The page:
The backbone of the U.S. military’s vehicle fleet in Afghanistan, MRAPs were designed to protect American troops from explosive devices. But each MRAP weighs as much as 40 tons, and Pentagon leaders have said it would potentially cost more than $100,000 per vehicle to ship them back to United States. They also have qualms about leaving them in Afghanistan, noting that the stock is far larger than what the Afghan army would be able to maintain.

The Washington Post reported in June that the U.S. military was shredding hundreds of MRAPs for scrap metal, despite their initial cost of $400,000 to $700,000 each.

But Mark E. Wright, a Pentagon spokesman, said the military still has about 13,000 MRAPs scattered worldwide that remain in good working condition, including about 1,600 in Afghanistan.

The U.S. government is offering them to allies for free on an “as-is, where-is” basis, Wright said. But the recipients, who would be vetted by the State Department, would be responsible for shipping them out of Afghanistan.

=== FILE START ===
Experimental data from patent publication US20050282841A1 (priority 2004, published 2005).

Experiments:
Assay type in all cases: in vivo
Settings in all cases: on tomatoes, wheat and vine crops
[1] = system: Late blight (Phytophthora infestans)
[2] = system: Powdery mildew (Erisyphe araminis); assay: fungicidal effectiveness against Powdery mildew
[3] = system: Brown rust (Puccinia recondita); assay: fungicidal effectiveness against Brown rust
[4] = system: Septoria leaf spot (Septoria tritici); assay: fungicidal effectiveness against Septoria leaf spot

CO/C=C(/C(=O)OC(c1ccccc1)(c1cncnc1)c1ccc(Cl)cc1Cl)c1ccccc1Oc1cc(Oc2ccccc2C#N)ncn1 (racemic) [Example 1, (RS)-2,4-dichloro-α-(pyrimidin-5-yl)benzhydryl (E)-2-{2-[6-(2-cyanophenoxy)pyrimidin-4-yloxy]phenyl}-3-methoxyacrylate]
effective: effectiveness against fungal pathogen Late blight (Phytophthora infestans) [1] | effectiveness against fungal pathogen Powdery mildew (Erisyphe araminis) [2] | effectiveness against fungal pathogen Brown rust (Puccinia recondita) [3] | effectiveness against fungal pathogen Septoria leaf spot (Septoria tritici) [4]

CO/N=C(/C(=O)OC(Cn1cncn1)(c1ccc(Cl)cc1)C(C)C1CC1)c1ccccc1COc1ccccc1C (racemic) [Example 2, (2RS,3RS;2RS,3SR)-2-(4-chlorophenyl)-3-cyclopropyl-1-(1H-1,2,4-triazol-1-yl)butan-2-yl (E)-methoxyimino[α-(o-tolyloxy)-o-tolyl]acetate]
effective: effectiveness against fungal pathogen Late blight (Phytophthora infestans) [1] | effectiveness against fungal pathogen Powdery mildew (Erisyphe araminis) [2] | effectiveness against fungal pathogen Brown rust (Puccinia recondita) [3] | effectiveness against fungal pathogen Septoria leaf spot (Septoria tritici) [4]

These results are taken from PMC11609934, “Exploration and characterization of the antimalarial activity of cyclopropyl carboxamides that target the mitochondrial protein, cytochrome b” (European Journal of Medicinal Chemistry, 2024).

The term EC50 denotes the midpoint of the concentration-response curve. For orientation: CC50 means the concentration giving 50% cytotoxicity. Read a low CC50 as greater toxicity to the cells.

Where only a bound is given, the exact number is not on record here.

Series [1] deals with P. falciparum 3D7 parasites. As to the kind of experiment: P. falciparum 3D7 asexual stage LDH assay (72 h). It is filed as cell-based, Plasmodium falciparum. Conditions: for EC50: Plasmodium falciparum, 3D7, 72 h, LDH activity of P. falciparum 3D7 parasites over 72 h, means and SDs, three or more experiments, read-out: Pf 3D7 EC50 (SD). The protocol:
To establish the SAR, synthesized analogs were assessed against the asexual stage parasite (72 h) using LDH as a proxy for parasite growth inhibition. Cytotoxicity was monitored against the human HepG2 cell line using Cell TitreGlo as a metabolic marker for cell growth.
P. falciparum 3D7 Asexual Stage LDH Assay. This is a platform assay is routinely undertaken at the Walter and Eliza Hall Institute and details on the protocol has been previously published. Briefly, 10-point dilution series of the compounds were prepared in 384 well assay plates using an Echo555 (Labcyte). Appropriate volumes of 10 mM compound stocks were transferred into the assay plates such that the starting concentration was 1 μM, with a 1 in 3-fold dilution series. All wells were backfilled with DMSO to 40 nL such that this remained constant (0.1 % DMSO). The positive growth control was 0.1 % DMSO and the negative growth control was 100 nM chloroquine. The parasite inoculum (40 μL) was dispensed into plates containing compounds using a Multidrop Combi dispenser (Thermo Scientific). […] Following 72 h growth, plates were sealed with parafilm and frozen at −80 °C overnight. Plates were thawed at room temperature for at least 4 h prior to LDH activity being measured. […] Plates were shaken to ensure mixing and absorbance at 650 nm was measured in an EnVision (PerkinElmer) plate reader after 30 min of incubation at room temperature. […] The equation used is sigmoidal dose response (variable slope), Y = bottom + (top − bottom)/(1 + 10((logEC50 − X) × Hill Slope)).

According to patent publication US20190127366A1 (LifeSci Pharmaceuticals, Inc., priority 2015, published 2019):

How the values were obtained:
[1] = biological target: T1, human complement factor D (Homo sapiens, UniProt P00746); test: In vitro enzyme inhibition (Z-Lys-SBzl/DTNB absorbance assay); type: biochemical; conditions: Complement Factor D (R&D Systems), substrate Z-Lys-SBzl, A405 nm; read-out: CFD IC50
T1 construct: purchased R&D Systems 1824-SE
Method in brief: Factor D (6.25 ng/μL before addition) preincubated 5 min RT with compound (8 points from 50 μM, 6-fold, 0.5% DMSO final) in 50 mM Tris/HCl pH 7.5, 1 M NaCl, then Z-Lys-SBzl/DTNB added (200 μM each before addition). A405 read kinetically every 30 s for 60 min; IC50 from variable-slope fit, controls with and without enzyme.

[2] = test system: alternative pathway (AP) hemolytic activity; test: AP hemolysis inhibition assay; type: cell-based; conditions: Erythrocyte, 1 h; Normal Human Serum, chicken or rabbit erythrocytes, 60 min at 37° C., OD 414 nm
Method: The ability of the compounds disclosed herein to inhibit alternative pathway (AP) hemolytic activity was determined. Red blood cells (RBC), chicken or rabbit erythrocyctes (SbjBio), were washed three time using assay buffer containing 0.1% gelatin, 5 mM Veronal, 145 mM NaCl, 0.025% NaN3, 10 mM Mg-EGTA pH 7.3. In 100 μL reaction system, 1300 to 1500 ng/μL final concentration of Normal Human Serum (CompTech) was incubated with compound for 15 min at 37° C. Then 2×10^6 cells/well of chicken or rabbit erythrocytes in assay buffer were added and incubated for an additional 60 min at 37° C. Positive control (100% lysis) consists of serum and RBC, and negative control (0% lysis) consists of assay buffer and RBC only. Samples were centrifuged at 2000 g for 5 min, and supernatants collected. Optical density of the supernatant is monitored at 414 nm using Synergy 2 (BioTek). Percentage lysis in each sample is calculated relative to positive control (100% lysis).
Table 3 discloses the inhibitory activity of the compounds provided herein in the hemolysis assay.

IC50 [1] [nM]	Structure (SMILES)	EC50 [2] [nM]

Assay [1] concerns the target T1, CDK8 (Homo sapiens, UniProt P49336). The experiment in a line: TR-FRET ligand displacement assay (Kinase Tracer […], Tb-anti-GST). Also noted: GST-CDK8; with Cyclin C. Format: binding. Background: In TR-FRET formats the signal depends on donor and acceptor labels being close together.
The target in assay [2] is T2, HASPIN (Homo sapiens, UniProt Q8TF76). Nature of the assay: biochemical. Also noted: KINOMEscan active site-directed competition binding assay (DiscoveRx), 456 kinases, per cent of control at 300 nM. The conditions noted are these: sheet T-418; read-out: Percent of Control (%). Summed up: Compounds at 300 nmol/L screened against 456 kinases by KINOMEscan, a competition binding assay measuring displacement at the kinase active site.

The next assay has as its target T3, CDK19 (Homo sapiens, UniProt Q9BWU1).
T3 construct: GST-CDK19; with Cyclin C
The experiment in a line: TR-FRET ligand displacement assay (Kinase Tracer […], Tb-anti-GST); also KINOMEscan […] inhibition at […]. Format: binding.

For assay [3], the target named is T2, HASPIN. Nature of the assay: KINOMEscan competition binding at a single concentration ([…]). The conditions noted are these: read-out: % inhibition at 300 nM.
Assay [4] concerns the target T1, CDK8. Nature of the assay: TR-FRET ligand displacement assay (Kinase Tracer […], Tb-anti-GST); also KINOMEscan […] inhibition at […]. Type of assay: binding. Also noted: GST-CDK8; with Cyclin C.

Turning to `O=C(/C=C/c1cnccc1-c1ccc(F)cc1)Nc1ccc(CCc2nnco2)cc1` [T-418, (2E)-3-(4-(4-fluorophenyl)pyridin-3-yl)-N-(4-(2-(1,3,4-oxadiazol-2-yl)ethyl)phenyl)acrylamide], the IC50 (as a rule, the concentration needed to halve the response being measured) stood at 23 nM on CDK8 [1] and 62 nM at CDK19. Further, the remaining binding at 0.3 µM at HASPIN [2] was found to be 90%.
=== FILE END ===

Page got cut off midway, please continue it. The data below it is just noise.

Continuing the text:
Twenty countries have expressed an interest, he added.

The Defense Department “is reviewing every request and is expediting the review process to support U.S. retrograde timelines,” said Wright, noting that decisions must be made by the end of this year.

But Marine Gen. Joseph F. Dunford, commander of coalition forces in Afghanistan, told the Senate Armed Services Committee on Wednesday that many countries have ultimately decided that it’s neither cost-effective nor practical for them to pay to collect the MRAPs from Afghanistan.

“It’s very expensive for countries to take those vehicles from Afghanistan,” he said.

Pakistan, however, shares a 1,500-mile border with Afghanistan. Coalition forces also use Pakistani highways and ports to ship material into and out of landlocked Afghanistan.

In January, the New York Times reported that Uzbekistan, which borders Afghanistan, also has been inquiring about receiving surplus U.S. military hardware.

At the time, the newspaper noted­ that the U.S.-led coalition was increasingly relying on Uzbekistan to transport equipment and supplies out of Afghanistan because supply routes through Pakistan were partly blocked.

Since then, however, a major Pakistani political party has lifted its blockade of NATO supply routes through the northern part of the country. Since January, there also have been several high-level meetings between U.S. and Pakistani officials over ways to bolster cooperation.